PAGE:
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November 11

November 10, 2018

Praying For The Deceased!  During the month of November, the Church traditionally has emphasized praying for those who have died.  At every Eucharistic, we pray for those who have died asking the Father to have mercy upon them.  Everyone celebrating Mass can offer the Mass for someone. It’s important when we come to Mass to have an intention in mind for someone (living or deceased) that we can hold in prayer. This is one way that we, alive on earth, can assist those who have died on their way to heaven. 


Post Election Prayers!  With the elections now past, it is important that we pray for all those who have been elected to serve our country, state, and local communities.  St. Paul exclaims in his First Letter to Timothy… “I urge, then, first of all, that petitions, prayers, intercession and thanksgiving be made for all people – for kings and those in authority, that we may live peaceful and quiet lives in all godliness and holiness. This is good and pleases God our Savior…”  1Tim 2:1-3 Most likely not everyone whom you voted for was elected, and there is often both satisfaction and disappointment with every election.  It is especially important to pray for those leaders whom we may not like, as well as for those whom we do like.  People centuries ago didn’t even have a chance to vote.  They simply had to accept whoever was their ruler, king, etc. and they couldn’t exactly protest or complain either.  Things are much different in our age.  Democracy isn’t perfect, but many have noted that it is far better than the alternatives.  We are so blessed to be able to have a say in our government, even when our say may not be heard or appreciated by others.  We do know, however, that our prayers are always heard.  So, now with the election concluded, we continue to make our voice heard in our civil society by advocating for what is morally right and just, and confident that God always hears our prayers for our leaders and our nation.


Thank you Veterans & Remembering World War I!  This Sunday, November 11th, we celebrate Veterans Day.  This is a day to say thank you to those who have served our country in the armed forces. We owe a huge debt of gratitude to them and 
for their sacrifices which have won our freedoms. Please thank a vet when you see one today.  God Bless all of our Veterans!
 November 11 was originally celebrated as Armistice Day because, exactly one hundred years ago at the eleventh hour of the eleventh day of the eleventh month in 1918, the cease fire ending World War I began.  That war claimed the lives of over 20 million soldiers and civilians yet strangely and sadly it seems nearly all but forgotten now only 100 years later.  It was originally called “the Great War” and was supposed to be the war to end all wars, but then it would be superseded just 20 years later with an even larger war.  So much changes with time.  We are reminded that God is eternal, and that everything in this world can change very quickly.  God is our true and lasting peace.  Our greatest and our only hope rests with his immortal nature and our union with Him in Christ. May the souls of all the faithful departed through the mercy of God rest in peace.  Amen.  Your Servant in Christ,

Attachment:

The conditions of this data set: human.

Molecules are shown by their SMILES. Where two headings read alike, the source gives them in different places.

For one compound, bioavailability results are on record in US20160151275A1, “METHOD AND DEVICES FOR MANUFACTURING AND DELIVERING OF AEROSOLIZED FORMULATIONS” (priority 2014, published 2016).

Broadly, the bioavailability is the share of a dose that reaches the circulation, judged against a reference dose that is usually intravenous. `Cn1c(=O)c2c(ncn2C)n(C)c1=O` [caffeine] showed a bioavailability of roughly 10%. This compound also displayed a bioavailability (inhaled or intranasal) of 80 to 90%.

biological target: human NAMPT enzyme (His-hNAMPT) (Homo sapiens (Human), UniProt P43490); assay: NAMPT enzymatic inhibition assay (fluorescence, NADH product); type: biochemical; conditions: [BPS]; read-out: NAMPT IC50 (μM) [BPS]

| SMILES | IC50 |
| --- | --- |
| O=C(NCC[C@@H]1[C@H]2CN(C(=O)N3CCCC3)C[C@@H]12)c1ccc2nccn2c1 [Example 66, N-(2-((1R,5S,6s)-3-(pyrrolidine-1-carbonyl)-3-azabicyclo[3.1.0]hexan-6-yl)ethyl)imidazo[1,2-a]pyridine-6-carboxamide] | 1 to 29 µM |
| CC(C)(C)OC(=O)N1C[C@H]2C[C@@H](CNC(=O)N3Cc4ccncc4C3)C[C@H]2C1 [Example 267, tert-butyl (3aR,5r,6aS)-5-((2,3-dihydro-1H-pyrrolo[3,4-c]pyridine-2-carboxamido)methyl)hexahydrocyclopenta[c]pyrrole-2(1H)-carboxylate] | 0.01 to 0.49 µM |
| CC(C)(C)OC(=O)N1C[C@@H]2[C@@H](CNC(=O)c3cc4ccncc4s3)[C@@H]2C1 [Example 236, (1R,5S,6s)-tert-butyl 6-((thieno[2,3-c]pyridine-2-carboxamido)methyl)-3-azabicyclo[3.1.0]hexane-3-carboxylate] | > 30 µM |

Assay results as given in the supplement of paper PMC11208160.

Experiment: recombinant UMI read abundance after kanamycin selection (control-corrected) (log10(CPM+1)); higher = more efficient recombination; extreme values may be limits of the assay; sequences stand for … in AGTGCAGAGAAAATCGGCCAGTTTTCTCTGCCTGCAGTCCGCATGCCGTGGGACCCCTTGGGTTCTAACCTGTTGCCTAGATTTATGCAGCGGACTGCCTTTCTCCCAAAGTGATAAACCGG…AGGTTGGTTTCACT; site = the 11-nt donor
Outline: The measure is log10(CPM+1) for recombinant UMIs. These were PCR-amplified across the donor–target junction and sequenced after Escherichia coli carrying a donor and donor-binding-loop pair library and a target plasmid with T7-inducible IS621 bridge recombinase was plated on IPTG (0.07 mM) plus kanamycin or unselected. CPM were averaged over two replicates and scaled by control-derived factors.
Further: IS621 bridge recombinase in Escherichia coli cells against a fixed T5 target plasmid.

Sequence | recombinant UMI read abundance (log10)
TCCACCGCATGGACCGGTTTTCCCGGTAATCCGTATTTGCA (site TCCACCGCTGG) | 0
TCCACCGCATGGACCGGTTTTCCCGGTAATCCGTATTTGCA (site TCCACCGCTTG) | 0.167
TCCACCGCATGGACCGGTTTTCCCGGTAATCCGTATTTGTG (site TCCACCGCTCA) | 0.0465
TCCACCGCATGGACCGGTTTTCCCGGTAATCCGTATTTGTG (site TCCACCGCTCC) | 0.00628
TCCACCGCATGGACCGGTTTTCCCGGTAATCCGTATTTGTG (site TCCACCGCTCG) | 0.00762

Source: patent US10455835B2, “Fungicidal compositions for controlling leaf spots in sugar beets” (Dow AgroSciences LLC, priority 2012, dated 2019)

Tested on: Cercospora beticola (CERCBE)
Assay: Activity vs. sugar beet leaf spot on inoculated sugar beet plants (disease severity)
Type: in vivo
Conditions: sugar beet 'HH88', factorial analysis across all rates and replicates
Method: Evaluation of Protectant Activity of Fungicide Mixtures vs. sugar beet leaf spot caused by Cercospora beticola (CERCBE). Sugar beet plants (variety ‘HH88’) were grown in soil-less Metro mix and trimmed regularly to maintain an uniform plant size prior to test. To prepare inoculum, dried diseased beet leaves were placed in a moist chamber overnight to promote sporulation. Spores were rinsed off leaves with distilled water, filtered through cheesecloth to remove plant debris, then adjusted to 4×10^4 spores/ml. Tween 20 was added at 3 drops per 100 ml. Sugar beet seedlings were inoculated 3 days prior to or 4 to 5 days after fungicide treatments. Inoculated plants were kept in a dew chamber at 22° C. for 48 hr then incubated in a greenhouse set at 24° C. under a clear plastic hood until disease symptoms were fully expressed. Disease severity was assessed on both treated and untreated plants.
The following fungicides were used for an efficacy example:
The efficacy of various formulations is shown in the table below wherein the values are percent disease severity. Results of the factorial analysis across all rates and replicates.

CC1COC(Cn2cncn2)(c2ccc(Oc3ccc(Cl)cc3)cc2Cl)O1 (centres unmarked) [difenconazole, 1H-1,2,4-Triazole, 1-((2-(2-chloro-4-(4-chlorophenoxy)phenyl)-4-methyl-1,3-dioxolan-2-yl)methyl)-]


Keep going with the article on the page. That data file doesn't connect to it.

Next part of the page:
Fr. Deziel
 

Remember to Vote This Tuesday

November 2, 2018

Please be sure to vote this Tuesday!  This Tuesday, we all have a sacred right and duty to vote.  We live in a country in which we are so blessed to have this opportunity.  Many have died defending our freedom to choose our government. Many people still live in countries that do not have such freedom.  We owe it to those who have died, we owe it to those still not in freedom, and we owe it to our neighbors and our fellow countrymen to exercise this great gift and responsibility.  May your Catholic faith inform your conscience as you vote, and please do not allow cynicism, negativity, or apathy prevent you from this great responsibility.  In addition to voting, please pray for our country, our leaders, those to be elected, and for those who serve our country to defend the rights that we are so blessed to have.